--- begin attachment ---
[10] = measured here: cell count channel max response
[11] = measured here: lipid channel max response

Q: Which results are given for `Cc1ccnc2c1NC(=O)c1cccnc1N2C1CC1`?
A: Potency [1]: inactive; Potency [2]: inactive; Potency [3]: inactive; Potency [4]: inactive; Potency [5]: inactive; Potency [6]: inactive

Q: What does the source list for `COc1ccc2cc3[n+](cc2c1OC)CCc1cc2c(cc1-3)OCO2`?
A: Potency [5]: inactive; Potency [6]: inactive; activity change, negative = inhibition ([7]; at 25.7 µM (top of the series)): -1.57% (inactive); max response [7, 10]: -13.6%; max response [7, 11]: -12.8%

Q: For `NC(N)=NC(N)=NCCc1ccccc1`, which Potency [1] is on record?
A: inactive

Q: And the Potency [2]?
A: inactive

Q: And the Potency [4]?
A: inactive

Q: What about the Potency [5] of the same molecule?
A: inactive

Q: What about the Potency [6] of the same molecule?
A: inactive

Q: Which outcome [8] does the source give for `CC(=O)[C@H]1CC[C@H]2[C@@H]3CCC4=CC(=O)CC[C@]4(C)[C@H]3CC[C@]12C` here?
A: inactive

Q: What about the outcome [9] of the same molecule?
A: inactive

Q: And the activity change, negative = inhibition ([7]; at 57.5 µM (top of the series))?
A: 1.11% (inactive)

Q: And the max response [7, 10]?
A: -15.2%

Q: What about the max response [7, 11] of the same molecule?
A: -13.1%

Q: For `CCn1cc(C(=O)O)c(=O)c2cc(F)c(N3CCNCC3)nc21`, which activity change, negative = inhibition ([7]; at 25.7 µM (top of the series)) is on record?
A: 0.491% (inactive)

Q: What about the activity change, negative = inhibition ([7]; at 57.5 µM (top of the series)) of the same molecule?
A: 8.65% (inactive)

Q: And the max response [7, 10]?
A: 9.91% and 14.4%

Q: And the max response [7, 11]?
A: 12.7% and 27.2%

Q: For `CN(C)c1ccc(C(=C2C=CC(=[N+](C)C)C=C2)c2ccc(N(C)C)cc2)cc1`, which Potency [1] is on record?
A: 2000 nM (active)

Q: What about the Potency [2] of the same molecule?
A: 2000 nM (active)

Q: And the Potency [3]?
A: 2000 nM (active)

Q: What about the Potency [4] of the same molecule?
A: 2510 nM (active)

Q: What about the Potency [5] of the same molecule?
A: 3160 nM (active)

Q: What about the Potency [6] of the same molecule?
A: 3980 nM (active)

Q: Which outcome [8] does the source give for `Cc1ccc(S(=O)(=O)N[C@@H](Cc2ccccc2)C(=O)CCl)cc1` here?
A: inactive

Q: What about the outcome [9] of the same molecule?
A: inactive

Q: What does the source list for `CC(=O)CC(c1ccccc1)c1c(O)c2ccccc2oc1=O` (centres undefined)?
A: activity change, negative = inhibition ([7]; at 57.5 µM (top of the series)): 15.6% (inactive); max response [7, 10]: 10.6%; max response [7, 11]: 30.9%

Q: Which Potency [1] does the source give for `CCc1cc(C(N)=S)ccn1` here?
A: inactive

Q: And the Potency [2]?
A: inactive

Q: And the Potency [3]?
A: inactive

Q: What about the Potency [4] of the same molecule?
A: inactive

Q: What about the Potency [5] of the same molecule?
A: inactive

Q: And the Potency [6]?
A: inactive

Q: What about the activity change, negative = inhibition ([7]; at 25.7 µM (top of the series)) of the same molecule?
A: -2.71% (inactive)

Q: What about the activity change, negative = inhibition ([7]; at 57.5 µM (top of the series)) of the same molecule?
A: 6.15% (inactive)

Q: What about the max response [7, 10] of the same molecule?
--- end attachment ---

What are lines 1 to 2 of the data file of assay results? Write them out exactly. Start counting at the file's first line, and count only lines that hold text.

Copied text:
[10] = measured here: cell count channel max response
[11] = measured here: lipid channel max response